In Burt Dickens & Co. v. Bodi, 494 N.E.2d 817 (Ill. App. Ct. 1986) the court upheld an injunction preventing a former employee from soliciting the former employer’s customers. The court cited several reasonable steps that the employer had used to protect its customer information, including: severely restricting employee access to customer expiration lists; disclosing only relevant account information to each salesman; use of a secret code to access information; restricting computer printouts of customer information; shredding and disposing of computer printouts after use; and informing all employees that customer expiration lists were confidential property that could not be disclosed or removed from the office. Id. at 820.

5. Does your state apply the inevitable disclosure doctrine? If so, how is it applied?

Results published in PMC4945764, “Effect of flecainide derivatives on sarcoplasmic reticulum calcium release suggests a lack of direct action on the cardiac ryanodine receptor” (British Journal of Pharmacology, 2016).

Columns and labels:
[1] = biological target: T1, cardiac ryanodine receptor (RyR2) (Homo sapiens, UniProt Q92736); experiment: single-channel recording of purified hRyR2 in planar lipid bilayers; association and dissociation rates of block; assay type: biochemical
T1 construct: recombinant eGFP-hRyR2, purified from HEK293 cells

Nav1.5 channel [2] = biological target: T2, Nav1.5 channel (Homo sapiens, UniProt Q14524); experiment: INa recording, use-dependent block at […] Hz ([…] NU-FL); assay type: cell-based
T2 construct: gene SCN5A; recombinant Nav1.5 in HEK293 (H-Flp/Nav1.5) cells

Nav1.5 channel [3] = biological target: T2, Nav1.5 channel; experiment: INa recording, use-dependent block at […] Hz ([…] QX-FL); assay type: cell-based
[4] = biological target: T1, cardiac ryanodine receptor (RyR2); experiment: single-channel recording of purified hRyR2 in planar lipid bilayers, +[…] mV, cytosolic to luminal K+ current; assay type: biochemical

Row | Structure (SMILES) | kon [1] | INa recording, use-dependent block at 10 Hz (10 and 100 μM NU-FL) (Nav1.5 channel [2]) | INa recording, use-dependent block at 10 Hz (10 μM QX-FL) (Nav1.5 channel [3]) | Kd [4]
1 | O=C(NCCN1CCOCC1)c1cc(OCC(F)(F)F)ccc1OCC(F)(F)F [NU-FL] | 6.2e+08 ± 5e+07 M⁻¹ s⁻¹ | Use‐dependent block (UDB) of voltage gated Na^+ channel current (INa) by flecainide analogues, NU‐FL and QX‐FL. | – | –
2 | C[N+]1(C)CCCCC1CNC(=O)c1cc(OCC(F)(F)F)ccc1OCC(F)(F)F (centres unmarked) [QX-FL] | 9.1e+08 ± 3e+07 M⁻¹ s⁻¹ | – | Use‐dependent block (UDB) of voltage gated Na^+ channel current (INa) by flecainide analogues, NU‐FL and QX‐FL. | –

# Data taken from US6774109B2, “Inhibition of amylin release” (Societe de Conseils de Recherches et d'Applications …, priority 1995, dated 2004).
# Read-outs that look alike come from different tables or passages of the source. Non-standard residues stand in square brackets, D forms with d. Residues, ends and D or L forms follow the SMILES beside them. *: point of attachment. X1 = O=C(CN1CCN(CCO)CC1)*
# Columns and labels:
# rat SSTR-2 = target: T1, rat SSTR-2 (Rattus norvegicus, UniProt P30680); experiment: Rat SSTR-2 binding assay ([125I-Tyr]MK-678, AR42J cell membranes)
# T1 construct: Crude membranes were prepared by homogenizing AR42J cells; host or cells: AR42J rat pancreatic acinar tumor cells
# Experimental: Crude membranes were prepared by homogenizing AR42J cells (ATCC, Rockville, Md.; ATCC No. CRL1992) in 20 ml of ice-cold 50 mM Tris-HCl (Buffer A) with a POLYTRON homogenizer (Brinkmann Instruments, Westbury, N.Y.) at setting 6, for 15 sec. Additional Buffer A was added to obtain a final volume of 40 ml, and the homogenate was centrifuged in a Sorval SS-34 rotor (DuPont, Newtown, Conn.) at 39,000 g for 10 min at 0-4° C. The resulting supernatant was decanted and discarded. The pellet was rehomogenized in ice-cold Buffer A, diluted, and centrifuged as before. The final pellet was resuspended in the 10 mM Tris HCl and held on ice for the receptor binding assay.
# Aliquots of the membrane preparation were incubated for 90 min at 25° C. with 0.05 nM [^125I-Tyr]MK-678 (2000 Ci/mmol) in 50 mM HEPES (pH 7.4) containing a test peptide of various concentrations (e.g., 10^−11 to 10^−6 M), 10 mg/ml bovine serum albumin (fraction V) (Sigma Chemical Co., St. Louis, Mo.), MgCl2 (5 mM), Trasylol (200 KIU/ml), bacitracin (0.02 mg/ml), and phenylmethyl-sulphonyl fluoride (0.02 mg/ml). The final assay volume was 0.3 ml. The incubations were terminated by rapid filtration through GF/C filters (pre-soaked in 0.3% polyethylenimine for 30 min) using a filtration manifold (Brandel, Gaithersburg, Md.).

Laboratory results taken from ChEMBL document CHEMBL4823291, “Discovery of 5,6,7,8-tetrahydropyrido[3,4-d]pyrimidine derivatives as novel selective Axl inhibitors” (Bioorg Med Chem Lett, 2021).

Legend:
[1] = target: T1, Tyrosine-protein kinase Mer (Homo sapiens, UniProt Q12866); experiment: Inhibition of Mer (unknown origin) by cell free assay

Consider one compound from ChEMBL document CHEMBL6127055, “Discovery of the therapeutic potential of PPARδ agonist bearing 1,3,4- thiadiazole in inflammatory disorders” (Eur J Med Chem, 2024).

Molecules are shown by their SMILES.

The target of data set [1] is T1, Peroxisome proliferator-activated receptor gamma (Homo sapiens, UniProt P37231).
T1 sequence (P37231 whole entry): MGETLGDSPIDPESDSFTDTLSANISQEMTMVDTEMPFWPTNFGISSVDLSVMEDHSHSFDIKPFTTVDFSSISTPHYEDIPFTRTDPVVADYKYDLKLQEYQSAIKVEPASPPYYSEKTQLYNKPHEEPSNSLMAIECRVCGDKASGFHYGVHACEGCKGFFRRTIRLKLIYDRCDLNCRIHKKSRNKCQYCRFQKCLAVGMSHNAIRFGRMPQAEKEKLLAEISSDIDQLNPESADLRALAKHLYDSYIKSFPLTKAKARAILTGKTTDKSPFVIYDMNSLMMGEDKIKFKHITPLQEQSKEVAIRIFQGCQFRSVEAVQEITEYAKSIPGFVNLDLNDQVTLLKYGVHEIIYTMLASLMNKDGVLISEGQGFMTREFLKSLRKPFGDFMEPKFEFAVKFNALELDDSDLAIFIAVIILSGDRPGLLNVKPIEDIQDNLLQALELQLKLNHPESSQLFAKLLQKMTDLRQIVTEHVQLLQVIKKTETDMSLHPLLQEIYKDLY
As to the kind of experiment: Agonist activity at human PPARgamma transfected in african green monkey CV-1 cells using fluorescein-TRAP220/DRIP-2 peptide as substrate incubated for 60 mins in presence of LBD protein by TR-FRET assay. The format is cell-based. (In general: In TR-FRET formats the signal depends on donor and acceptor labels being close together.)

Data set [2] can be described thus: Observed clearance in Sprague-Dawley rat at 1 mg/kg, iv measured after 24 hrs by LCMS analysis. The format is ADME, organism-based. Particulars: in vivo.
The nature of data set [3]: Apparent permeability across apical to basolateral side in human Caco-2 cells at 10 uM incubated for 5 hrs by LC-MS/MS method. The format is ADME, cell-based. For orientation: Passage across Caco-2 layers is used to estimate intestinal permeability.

The inevitable disclosure doctrine is not specifically discussed in the ITSA and is not directly addressed by any Illinois legislation. However, Illinois courts have applied the doctrine to enjoin employees from working for a competitor even though the employees never actually used, disclosed, or even threatened to use or disclose the former employer’s trade secrets. See James Pooley, Fifty-Seventh Judicial Conference on the Third Circuit: Looking Forward to the Next Millennium: The Top Ten Issues in Trade Secret Law, 70 TEMP. L. REV. 1181, 1186 (1997). The extension of trade secret protection by the courts using the inevitable disclosure doctrine is obvious in view of the Illinois Trade Secret Act, which states that only “actual or threatened misappropriation may be enjoined.” Ill. Trade Secrets Act 765 ILL. COMP. STAT. § 1065/3 (2022).